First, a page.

This article was originally published in Every Thought Captive magazine.
As Pilgrim and Faithful passed through the town of Vanity Fair, they created a “hubbub.” Pilgrim and Faithful dressed and spoke differently from the townspeople and refused to purchase the fleeting pleasures being peddled there. Upon being asked, “What will ye buy,” the Christians responded, “We buy the truth.” (Proverbs 23:23) At this answer, the people of Vanity Fair railed against the Christians, beat them, caged them, arraigned and tried them, and eventually murdered Faithful.
Why did the people of Vanity Fair react so violently at Faithful’s response? Why all the hubbub? The answer lies in the fact that the assertion for truth necessarily implies an assertion against falsity. The Deceiver is happy with any deception at all, for all lies point away from the single truth, and it is also true that anyone who speaks the truth necessarily condemns all falsehoods. Truth and lies are as mutually-exclusive as light and darkness.
John Bunyan points this out through three examples as Pilgrim and Faithful walk through Vanity Fair: their garb, their speech, and their refusal to buy what the Vanity Fairians are selling.
Their garb: Christians are clothed in “white garments” in the eternal, justificational sense, but for the moment let’s look at how this spiritual reality is manifest in the here-and-now. We are not to be like the world, but being in the world, we need to wear clothes, just like the world does. I wear my jeans on the lower half of my body and my shirt on the upper half, just like everyone else on earth, whether Christian or not. As America publicly undresses and Christians continue to cover themselves, no one will think twice about Christians wearing modest apparel unless and until some bold Christian asserts the truth that everyone should cover their nakedness. At that point, the Christian will encounter opposition. The “Truth” will be spoken, and the citizens of Vanity Fair will cry foul. While the world around us exults in their freedom from all constraint, the Christian, who loves their neighbor enough to step into their lives, will find that the particular freedom of speaking the truth in love has been vilified and must be constrained. “We’ll have none of that truth-telling here. Thank you very much,” goes the rule for that crowd that has “no rules.” Jesus said there is freedom in truth. The world wants freedom from truth. I doubt there will ever be a law prohibiting modesty, but there are, and will be, plenty denying the fact that modesty even exists.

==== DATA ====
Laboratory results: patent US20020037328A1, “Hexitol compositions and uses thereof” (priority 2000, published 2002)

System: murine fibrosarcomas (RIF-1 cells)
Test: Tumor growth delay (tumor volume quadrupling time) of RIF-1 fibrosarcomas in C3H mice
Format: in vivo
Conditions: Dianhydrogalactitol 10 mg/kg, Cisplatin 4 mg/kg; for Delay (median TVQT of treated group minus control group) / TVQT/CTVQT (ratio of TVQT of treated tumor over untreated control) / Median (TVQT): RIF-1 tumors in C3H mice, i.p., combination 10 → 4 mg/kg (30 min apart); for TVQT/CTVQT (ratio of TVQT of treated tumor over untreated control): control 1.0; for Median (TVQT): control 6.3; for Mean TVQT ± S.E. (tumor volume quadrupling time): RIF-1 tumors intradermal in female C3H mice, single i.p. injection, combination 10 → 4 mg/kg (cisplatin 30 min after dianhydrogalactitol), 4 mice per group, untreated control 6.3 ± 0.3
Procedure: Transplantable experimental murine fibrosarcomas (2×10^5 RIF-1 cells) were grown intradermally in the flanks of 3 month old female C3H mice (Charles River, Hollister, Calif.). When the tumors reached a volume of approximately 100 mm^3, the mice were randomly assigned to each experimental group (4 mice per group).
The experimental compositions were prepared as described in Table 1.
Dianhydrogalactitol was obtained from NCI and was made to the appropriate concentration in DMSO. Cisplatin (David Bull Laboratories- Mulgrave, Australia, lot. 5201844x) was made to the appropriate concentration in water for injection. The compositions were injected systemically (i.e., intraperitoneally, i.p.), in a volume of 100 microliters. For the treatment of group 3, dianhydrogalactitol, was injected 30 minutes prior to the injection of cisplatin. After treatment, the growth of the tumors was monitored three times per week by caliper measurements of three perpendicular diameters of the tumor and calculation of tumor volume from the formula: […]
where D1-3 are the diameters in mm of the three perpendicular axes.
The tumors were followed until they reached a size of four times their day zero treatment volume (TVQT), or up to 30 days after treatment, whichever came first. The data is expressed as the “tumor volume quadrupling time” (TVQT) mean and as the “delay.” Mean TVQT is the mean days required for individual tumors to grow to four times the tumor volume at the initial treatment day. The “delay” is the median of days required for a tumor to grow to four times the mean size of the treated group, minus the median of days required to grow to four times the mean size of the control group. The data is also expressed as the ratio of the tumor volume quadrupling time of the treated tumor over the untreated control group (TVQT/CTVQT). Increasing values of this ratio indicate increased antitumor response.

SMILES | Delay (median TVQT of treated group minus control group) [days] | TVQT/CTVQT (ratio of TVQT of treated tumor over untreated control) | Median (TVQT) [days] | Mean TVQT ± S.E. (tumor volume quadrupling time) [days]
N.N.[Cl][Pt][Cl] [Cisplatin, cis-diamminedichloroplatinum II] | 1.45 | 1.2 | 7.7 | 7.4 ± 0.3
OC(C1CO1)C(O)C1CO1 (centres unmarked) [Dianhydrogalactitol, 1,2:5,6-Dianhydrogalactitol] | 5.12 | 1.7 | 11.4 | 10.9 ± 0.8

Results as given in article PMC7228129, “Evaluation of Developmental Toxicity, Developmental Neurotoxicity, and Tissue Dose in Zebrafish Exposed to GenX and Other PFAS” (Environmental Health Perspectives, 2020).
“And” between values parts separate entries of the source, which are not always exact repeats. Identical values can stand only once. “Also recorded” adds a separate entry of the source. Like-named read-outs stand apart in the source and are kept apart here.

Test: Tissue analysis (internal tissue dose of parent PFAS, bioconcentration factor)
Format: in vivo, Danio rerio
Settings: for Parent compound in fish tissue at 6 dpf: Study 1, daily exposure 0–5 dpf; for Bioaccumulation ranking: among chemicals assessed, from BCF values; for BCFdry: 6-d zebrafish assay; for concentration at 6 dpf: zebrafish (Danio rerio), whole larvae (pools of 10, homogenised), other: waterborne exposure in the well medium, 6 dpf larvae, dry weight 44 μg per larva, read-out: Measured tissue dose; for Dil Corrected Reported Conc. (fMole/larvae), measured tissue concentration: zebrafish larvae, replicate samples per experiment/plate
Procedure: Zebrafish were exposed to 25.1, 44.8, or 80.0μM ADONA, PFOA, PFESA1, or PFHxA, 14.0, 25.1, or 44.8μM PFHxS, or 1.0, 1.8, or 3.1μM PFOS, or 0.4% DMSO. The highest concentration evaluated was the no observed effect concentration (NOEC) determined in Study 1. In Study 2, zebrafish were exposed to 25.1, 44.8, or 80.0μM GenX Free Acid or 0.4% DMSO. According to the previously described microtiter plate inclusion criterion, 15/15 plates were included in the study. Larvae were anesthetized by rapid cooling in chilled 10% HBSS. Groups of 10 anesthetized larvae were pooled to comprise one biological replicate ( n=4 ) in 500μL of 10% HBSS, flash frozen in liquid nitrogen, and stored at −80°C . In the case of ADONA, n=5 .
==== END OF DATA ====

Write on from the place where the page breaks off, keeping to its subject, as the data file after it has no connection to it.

Their speech: Many words can, and ought, to be spoken regarding coarse jesting, idle words, slander, gossip, etc., but the battle lines are not drawn on any of these minor skirmishes. The enemy will send out the berserkers when the Christian begins asserting that all of the issues of man’s tongue are judged against God’s single, unchanging standard of Truth. The world truly believes that there is no contradiction in imposing their maxim, “What’s true for you is true for you” on everyone, while also maintaining that it is wrong to insist upon one truth for everyone. Whenever they speak, they are implying that there is a meaning behind their utterances, all the while stating that no inherent meaning lies behind their vehement tongue wagging.
Christians in America speak English; secular humanists in America speak English, too. We do not need a new alphabet, new words, or new syntax to be holy; in fact, the vulgar vernacular is the only tongue that will be any use at all. It will not be different words that get us in trouble; it will be the ordinate use of the ones we have, asserting such a thing as an ordinate use that will cause a fuss.
Their investments: Christian and Faithful would not buy what was for sale in the markets of Vanity Fair. In order to be “relevant,” many American Christians are not only saying that we should buy what they’re selling, but we should slap a fish on it and sell it too. The issue at hand is not about silk-screened t-shirts, trendily-embossed Bible covers, bumper stickers, or WWJD bracelets (or whatever the current trends are); the issue is about where Christians go to find the answer to the question, “How can I best keep the two great commandments: to love God and neighbor?” If we seek to faithfully keep these two commandments before the watching world, we will be cities on hills whose lights cannot be hid, no matter what t-shirt we have on. As the world cries, “be yourself,” what they mean is “be trendy.” As the contemporary church around us cries, “be like them for the sake of the gospel,” we should respond, “no thank you, thank you very much.” We should want to be like Jesus for the sake of the gospel, not be like those who look like they’re all about Jesus. Don’t get me wrong—if you want to wear a “Jesus fish” while loving God and loving your neighbor, then go for it, but it will not be the uniform of a “relevant” Christian that makes you relevant. It will be the steady application of the two great commandments. On these hang ALL the law and the prophets. Christian love, exhibited through the keeping of the two great commandments and all subsequent corollaries, is unmistakable. They will know we are Christians by our love: love of God and love of neighbor.
May God preserve us from being “different” by Christianizing the garb, speech, and baubles of American Vanity Fair; may God gives us grace to speak this truth in love.